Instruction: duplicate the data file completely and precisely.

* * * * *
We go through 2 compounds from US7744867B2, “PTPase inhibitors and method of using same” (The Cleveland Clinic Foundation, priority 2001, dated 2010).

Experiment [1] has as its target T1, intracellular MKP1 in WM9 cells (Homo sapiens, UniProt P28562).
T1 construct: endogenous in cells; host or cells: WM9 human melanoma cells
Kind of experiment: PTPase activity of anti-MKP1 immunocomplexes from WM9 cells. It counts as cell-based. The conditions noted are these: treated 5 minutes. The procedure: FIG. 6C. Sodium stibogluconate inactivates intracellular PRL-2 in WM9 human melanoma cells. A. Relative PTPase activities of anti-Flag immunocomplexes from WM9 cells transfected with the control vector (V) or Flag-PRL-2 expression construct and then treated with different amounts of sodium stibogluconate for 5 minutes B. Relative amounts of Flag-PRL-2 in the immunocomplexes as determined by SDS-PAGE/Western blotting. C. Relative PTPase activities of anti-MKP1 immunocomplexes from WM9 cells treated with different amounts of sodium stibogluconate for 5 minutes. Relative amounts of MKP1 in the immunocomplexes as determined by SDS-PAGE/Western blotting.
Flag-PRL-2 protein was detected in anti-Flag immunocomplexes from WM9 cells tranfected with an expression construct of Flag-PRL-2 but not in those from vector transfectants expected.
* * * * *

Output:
We go through 2 compounds from US7744867B2, “PTPase inhibitors and method of using same” (The Cleveland Clinic Foundation, priority 2001, dated 2010).

Experiment [1] has as its target T1, intracellular MKP1 in WM9 cells (Homo sapiens, UniProt P28562).
T1 construct: endogenous in cells; host or cells: WM9 human melanoma cells
Kind of experiment: PTPase activity of anti-MKP1 immunocomplexes from WM9 cells. It counts as cell-based. The conditions noted are these: treated 5 minutes. The procedure: FIG. 6C. Sodium stibogluconate inactivates intracellular PRL-2 in WM9 human melanoma cells. A. Relative PTPase activities of anti-Flag immunocomplexes from WM9 cells transfected with the control vector (V) or Flag-PRL-2 expression construct and then treated with different amounts of sodium stibogluconate for 5 minutes B. Relative amounts of Flag-PRL-2 in the immunocomplexes as determined by SDS-PAGE/Western blotting. C. Relative PTPase activities of anti-MKP1 immunocomplexes from WM9 cells treated with different amounts of sodium stibogluconate for 5 minutes. Relative amounts of MKP1 in the immunocomplexes as determined by SDS-PAGE/Western blotting.
Flag-PRL-2 protein was detected in anti-Flag immunocomplexes from WM9 cells tranfected with an expression construct of Flag-PRL-2 but not in those from vector transfectants expected.